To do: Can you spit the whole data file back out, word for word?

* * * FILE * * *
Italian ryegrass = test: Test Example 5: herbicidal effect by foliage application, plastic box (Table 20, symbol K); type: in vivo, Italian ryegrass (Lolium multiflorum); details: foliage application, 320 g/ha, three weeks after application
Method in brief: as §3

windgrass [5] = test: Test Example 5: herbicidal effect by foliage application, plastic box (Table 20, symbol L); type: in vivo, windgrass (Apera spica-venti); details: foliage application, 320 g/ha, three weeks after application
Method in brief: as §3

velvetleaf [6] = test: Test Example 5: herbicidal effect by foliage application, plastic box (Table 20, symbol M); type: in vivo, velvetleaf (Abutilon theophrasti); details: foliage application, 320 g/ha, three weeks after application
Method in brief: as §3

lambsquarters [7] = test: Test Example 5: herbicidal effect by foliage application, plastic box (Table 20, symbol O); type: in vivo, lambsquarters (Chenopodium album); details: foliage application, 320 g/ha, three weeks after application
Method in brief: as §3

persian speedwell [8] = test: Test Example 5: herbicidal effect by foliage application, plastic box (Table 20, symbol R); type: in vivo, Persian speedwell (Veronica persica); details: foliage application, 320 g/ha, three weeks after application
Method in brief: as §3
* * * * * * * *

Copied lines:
Italian ryegrass = test: Test Example 5: herbicidal effect by foliage application, plastic box (Table 20, symbol K); type: in vivo, Italian ryegrass (Lolium multiflorum); details: foliage application, 320 g/ha, three weeks after application
Method in brief: as §3

windgrass [5] = test: Test Example 5: herbicidal effect by foliage application, plastic box (Table 20, symbol L); type: in vivo, windgrass (Apera spica-venti); details: foliage application, 320 g/ha, three weeks after application
Method in brief: as §3

velvetleaf [6] = test: Test Example 5: herbicidal effect by foliage application, plastic box (Table 20, symbol M); type: in vivo, velvetleaf (Abutilon theophrasti); details: foliage application, 320 g/ha, three weeks after application
Method in brief: as §3

lambsquarters [7] = test: Test Example 5: herbicidal effect by foliage application, plastic box (Table 20, symbol O); type: in vivo, lambsquarters (Chenopodium album); details: foliage application, 320 g/ha, three weeks after application
Method in brief: as §3

persian speedwell [8] = test: Test Example 5: herbicidal effect by foliage application, plastic box (Table 20, symbol R); type: in vivo, Persian speedwell (Veronica persica); details: foliage application, 320 g/ha, three weeks after application
Method in brief: as §3